2017-03-22Diskussionspapier DOI: 10.18452/3136
The position of scientists in transformations of human-environment systems. An inquiry into IRI THESys research practices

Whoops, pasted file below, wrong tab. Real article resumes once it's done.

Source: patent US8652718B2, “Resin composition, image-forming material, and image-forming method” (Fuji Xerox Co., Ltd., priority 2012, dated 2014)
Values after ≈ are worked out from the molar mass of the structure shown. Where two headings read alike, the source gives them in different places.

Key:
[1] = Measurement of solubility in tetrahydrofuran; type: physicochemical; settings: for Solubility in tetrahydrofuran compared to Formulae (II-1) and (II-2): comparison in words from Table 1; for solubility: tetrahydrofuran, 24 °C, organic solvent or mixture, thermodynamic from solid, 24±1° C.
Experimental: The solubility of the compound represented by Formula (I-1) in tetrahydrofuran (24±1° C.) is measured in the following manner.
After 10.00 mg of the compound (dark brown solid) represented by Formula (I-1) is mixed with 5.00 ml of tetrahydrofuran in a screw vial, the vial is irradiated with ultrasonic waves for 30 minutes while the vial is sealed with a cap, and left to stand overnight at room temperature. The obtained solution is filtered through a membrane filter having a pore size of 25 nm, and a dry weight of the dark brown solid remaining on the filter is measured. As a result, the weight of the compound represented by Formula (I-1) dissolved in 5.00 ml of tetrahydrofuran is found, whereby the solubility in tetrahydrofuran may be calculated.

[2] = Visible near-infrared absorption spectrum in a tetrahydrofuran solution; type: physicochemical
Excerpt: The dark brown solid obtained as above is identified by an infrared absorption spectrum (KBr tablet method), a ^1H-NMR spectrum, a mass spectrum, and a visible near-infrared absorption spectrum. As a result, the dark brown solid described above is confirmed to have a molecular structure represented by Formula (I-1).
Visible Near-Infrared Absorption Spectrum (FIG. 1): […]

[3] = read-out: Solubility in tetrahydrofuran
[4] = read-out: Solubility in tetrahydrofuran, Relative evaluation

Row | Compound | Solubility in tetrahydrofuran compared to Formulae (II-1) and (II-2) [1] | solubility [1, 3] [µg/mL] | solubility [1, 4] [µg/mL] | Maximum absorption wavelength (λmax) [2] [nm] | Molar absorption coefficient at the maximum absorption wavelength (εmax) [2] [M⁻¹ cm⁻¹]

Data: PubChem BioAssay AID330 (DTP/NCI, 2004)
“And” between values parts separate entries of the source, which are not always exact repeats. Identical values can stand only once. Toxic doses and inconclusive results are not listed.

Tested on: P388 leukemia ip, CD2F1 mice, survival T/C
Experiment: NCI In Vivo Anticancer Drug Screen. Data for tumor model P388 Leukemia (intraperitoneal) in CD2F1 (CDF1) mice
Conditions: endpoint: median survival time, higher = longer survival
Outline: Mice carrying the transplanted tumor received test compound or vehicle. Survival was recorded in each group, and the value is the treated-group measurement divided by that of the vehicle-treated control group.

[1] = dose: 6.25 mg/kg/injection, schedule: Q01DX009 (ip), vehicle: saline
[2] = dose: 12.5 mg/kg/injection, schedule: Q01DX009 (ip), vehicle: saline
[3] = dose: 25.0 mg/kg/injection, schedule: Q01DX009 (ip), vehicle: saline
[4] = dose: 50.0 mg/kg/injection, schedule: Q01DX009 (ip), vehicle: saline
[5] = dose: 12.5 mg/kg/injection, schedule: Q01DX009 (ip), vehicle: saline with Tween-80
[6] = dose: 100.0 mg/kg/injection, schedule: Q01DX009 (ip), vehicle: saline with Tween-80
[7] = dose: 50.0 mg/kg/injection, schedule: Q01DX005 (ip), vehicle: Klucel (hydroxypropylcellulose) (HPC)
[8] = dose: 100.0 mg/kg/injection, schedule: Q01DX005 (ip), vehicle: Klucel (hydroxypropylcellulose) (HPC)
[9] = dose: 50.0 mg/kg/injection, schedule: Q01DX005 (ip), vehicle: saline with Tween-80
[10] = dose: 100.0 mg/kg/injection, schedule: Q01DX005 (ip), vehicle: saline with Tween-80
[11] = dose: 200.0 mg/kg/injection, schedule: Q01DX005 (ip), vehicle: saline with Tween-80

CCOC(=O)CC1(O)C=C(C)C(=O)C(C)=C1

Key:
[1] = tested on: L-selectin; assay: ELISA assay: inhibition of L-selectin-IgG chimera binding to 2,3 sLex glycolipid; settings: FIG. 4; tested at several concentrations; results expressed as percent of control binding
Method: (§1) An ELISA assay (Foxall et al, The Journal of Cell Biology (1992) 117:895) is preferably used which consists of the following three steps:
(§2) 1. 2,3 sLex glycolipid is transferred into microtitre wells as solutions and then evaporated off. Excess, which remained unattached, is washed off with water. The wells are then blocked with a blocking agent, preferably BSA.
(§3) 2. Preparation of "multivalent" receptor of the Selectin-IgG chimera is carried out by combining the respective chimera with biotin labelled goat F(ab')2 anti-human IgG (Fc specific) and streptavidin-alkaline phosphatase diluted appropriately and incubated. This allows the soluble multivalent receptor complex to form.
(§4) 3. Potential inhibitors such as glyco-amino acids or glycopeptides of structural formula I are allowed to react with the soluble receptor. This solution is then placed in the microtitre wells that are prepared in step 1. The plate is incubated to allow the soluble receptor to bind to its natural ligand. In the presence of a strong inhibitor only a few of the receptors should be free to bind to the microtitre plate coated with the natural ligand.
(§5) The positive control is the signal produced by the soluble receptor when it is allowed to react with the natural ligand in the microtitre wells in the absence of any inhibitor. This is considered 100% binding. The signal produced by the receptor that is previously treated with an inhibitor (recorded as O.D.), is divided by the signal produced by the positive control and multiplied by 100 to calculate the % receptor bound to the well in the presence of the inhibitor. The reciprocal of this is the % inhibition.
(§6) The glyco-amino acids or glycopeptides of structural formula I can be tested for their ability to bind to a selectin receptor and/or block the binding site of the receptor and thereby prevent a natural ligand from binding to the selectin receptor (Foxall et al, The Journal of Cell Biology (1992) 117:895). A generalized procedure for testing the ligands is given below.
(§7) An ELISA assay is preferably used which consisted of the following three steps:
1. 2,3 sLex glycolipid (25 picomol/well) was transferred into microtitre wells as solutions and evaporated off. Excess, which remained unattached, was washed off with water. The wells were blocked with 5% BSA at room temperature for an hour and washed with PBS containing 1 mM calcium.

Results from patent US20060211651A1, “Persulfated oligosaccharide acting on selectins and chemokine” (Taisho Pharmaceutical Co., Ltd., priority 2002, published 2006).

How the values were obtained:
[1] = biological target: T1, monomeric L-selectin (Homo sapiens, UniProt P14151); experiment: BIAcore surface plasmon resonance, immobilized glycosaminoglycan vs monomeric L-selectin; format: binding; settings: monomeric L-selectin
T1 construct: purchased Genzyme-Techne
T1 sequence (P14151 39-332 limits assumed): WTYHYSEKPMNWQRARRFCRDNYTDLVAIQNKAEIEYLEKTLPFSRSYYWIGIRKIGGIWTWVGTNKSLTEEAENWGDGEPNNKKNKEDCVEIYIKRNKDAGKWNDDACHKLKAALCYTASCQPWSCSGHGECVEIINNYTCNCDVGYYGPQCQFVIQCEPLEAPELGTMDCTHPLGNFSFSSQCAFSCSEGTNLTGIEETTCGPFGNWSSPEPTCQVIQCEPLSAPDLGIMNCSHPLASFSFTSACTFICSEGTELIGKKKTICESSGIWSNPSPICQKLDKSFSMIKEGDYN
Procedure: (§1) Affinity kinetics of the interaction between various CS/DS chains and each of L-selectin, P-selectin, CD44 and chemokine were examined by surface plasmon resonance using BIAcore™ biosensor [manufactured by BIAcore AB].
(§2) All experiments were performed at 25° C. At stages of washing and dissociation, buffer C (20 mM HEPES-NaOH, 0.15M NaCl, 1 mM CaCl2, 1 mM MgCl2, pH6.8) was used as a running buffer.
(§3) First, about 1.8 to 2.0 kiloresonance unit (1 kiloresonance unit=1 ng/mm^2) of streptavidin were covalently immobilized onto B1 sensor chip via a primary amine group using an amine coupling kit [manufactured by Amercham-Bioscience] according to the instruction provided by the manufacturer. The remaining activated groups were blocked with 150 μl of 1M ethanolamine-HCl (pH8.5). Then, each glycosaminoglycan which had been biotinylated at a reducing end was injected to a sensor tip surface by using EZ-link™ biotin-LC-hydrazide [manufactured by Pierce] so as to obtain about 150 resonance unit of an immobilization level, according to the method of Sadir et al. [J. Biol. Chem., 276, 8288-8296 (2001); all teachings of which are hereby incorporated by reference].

Transformation is a multi-faceted concept with various meanings and assumptions about desired human-environment relationships and pathways towards the ideal (sustainable) society. We need a better understanding of the different positions that scientists assume when conducting research and becoming involved in transformations of human-environment systems. In this paper we begin such an analysis by exploring how researchers at the Humboldt-Universität’s Integrative Research Institute on Transformations of Human-Environment Systems (IRI THESys) position themselves within that research. Empirical work was conducted in three steps. First, a survey was carried out among the institute’s academic staff to explore the influence of ideology, their involvement in processes outside academia, the ways in which their research relates to transformations of human-environment systems, and the type of science that gives them more recognition in their peer groups or institutions. Second, the findings from the survey were used as a basis for six semi-structured interviews with a sample of respondents to further investigate the heterogeneity of positions in the institute’s research on transformations. Third, the co-authors of the paper – all of them IRI THESys staff – were asked to compare the overall findings with the notion that their scientific community has on the role of scientists in transformations of human-environment systems. In the results we systemize IRI THESys’ scientists’ positions and use them to critically reflect on the complex relationships between science and human-environment transformation. Based on our findings, we conclude that IRI THESys is a very heterogeneous epistemic environment, whose strength lies in its ability to keep people with diverse specialisations and convictions in dialogue with each other. Accountability towards different communities (scientific and beyond) and the humility of knowledge practices before the complexity of human-environment systems in transformation is key to positioning the IRI THESys in transformation research.
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